The thoroughly expanded and updated New Companion to the Gothic, provides a series of stimulating insights into Gothic writing, its history and genealogy. The addition of 12 new essays and a section on Global Gothic reflects the direction Gothic criticism has taken over the last decade. Many of the original essays have been revised to reflect current debates Offers comprehensive coverage of criticism of the Gothic and of the various theoretical approaches it has inspired and spawned Features important and original essays by leading scholars in the field The editor is widely recognized as the founder of modern criticism of the Gothic
The Encylopedia of the Gothic features a series of newly-commissioned essays from experts in Gothic studies that cover all aspects of the Gothic as it is currently taught and researched, along with the development of the genre and its impact on contemporary culture. Comprises over 200 newly commissioned entries written by a stellar cast of over 130 experts in the field Arranged in A-Z format across two fully cross-referenced volumes Represents the definitive reference guide to all aspects of the Gothic Provides comprehensive coverage of relevant authors, national traditions, critical developments, and notable texts that define, shape, and inform the genre Extends beyond a purely literary analysis to explore Gothic elements of film, music, drama, art, and architecture. Explores the development of the genre and its impact on contemporary culture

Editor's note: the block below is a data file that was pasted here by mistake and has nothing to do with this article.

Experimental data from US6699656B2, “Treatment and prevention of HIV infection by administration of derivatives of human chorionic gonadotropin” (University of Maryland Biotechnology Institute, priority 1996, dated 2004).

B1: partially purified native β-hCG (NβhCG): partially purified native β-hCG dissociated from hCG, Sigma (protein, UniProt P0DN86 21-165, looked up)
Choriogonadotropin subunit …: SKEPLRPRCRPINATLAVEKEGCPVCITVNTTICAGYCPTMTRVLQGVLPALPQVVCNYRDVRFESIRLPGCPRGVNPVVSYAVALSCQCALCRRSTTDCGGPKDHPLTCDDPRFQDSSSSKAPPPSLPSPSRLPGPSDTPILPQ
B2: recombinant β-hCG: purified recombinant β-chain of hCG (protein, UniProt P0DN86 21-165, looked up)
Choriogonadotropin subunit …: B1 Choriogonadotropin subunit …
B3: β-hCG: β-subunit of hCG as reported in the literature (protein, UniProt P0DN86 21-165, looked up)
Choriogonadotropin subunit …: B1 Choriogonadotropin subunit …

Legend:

The Historical Dictionary of Gothic Literature covers its history through a chronology, an introductory essay, and an extensive bibliography. The dictionary section has over 200 cross-referenced entries on the core texts, central authors, and the recurrent conventions that have distinguished writing in the genre for 250 years. This book is an ideal access point for students, researchers, or anyone interested in the history of Gothic Literature.